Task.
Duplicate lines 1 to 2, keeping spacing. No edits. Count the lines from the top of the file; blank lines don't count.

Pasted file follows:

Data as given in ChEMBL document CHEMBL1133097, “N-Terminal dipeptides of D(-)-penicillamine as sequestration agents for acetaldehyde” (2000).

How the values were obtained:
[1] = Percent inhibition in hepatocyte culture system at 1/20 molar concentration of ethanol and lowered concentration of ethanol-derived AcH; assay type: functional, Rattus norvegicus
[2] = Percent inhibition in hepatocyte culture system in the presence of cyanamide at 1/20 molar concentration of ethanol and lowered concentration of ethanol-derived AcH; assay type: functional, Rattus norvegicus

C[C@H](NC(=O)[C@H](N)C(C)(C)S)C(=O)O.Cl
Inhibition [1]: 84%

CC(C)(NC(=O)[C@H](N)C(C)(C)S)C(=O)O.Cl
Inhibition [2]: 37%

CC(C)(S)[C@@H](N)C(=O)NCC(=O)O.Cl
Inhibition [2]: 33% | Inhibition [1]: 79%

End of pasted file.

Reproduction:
Data as given in ChEMBL document CHEMBL1133097, “N-Terminal dipeptides of D(-)-penicillamine as sequestration agents for acetaldehyde” (2000).

How the values were obtained: